Reading Plan 
Daily Bible Reading (daily) August 1
<<
>>
    123
45678910
11121314151617
18192021222324
25262728293031

Isaiah 16:1--18:7

Context

16:1 Send rams as tribute to the ruler of the land, 1 

from Sela in the desert 2 

to the hill of Daughter Zion.

16:2 At the fords of the Arnon 3 

the Moabite women are like a bird

that flies about when forced from its nest. 4 

16:3 “Bring a plan, make a decision! 5 

Provide some shade in the middle of the day! 6 

Hide the fugitives! Do not betray 7  the one who tries to escape!

16:4 Please let the Moabite fugitives live 8  among you.

Hide them 9  from the destroyer!”

Certainly 10  the one who applies pressure will cease, 11 

the destroyer will come to an end,

those who trample will disappear 12  from the earth.

16:5 Then a trustworthy king will be established;

he will rule in a reliable manner,

this one from David’s family. 13 

He will be sure to make just decisions

and will be experienced in executing justice. 14 

16:6 We have heard about Moab’s pride,

their great arrogance,

their boasting, pride, and excess. 15 

But their boastful claims are empty! 16 

16:7 So Moab wails over its demise 17 

they all wail!

Completely devastated, they moan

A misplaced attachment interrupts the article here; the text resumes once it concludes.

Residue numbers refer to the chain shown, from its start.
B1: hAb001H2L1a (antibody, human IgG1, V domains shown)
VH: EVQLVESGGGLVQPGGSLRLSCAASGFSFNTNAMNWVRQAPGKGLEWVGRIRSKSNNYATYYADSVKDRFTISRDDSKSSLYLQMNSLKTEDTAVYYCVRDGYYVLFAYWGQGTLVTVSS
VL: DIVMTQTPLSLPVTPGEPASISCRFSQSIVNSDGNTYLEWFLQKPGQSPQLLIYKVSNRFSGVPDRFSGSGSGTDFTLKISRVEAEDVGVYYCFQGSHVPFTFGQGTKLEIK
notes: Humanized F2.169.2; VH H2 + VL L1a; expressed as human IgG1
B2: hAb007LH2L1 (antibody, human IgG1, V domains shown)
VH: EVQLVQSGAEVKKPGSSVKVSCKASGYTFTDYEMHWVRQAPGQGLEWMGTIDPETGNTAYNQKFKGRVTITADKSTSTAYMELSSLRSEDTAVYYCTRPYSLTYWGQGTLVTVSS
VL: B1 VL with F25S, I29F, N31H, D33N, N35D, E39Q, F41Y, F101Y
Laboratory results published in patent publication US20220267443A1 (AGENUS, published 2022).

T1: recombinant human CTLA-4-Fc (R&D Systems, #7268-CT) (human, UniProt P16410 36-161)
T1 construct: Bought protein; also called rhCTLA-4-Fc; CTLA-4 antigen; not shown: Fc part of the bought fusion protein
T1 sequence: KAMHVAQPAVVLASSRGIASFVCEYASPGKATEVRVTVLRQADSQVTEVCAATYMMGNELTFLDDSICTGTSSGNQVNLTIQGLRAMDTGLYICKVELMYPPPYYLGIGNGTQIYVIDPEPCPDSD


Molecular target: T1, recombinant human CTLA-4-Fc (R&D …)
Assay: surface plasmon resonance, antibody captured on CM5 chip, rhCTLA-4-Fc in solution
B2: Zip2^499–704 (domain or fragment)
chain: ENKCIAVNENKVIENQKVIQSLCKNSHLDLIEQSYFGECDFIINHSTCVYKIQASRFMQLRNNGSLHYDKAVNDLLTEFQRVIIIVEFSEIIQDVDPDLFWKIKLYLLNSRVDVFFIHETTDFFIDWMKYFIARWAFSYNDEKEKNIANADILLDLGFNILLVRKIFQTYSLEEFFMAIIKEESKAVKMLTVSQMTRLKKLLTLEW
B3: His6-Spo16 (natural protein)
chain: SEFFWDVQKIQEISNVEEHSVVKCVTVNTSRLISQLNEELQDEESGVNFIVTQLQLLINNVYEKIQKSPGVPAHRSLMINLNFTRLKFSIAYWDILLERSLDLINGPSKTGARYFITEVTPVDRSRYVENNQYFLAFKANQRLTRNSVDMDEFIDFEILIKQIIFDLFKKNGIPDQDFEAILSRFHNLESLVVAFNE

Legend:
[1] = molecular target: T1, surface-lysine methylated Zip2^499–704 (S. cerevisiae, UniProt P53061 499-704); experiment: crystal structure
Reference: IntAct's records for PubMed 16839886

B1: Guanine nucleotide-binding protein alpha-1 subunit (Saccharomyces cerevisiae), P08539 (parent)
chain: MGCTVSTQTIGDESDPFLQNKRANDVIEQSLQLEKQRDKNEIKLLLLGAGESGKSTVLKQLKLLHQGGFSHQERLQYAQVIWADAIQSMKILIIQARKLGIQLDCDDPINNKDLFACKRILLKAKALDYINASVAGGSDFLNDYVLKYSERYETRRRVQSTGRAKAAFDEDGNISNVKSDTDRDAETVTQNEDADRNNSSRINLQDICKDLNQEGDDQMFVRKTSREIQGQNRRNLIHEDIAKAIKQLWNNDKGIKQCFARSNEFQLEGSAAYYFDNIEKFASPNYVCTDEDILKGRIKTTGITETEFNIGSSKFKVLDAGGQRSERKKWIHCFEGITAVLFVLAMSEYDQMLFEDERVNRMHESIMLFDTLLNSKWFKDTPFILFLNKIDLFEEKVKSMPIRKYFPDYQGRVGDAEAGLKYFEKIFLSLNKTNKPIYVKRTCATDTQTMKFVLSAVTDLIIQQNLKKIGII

about what has happened to the raisin cakes of Kir Hareseth. 18 

16:8 For the fields of Heshbon are dried up,

as well as the vines of Sibmah.

The rulers of the nations trample all over its vines,

which reach Jazer and spread to the desert;

their shoots spread out and cross the sea.

16:9 So I weep along with Jazer 19 

over the vines of Sibmah.

I will saturate you 20  with my tears, Heshbon and Elealeh,

for the conquering invaders shout triumphantly

over your fruit and crops. 21 

16:10 Joy and happiness disappear from the orchards,

and in the vineyards no one rejoices or shouts;

no one treads out juice in the wine vats 22 

I have brought the joyful shouts to an end. 23 

16:11 So my heart constantly sighs for Moab, like the strumming of a harp, 24 

my inner being sighs 25  for Kir Hareseth. 26 

16:12 When the Moabites plead with all their might at their high places, 27 

and enter their temples to pray, their prayers will be ineffective! 28 

16:13 This is the message the Lord previously announced about Moab. 16:14 Now the Lord makes this announcement: “Within exactly three years 29  Moab’s splendor will disappear, along with all her many people; there will be just a few, insignificant survivors left.” 30 

The Lord Will Judge Damascus

17:1 Here is a message about Damascus:

“Look, Damascus is no longer a city,

it is a heap of ruins!

17:2 The cities of Aroer are abandoned. 31 

They will be used for herds,

which will lie down there in peace. 32 

17:3 Fortified cities will disappear from Ephraim,

and Damascus will lose its kingdom. 33 

The survivors in Syria

will end up like the splendor of the Israelites,”

says the Lord who commands armies.

17:4 “At that time 34 

Jacob’s splendor will be greatly diminished, 35 

and he will become skin and bones. 36 

17:5 It will be as when one gathers the grain harvest,

and his hand gleans the ear of grain.

It will be like one gathering the ears of grain

in the Valley of Rephaim.

17:6 There will be some left behind,

like when an olive tree is beaten –

two or three ripe olives remain toward the very top,

four or five on its fruitful branches,”